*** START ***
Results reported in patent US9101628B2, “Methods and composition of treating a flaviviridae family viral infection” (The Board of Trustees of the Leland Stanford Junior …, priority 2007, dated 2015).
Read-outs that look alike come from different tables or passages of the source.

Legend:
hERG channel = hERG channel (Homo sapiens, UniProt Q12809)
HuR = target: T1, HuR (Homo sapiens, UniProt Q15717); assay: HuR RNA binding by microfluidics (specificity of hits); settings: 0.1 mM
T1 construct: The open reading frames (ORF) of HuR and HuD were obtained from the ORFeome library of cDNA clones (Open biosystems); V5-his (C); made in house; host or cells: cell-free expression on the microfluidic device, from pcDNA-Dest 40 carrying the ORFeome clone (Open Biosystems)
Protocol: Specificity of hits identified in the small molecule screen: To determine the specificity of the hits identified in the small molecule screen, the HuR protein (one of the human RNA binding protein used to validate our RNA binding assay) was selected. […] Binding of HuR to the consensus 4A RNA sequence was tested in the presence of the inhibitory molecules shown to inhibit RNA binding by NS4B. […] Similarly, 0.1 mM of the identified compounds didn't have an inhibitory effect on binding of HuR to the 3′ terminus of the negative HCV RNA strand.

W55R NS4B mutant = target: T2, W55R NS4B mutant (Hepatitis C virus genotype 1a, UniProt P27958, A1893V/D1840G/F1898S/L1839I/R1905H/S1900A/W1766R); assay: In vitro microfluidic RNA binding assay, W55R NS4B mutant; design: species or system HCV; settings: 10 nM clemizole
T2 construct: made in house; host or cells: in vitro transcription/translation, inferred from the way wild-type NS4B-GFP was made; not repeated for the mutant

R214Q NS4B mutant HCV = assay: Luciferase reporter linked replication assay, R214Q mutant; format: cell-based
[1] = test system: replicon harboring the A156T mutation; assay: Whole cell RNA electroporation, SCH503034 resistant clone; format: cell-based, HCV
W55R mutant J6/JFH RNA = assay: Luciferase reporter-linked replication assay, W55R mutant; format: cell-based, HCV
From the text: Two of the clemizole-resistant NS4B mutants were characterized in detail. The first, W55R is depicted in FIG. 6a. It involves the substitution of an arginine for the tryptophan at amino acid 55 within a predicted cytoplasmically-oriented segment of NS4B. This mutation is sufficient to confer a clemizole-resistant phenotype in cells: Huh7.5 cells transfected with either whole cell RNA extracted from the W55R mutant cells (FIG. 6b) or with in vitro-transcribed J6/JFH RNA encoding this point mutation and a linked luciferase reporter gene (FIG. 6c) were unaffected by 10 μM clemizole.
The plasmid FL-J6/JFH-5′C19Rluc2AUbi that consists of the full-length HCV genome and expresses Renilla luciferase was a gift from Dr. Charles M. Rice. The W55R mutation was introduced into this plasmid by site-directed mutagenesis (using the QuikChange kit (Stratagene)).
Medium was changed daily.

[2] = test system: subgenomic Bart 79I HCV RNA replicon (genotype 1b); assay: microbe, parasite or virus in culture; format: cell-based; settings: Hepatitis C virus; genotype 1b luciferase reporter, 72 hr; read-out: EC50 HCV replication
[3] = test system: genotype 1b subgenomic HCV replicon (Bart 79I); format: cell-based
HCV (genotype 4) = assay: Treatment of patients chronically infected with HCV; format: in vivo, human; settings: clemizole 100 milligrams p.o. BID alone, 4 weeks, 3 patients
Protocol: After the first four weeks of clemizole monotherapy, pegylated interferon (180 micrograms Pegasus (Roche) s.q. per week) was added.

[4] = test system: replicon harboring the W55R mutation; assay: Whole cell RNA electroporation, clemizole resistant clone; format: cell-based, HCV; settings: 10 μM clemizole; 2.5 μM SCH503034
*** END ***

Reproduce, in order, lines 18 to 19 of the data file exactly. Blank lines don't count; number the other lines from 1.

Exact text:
HCV (genotype 4) = assay: Treatment of patients chronically infected with HCV; format: in vivo, human; settings: clemizole 100 milligrams p.o. BID alone, 4 weeks, 3 patients
Protocol: After the first four weeks of clemizole monotherapy, pegylated interferon (180 micrograms Pegasus (Roche) s.q. per week) was added.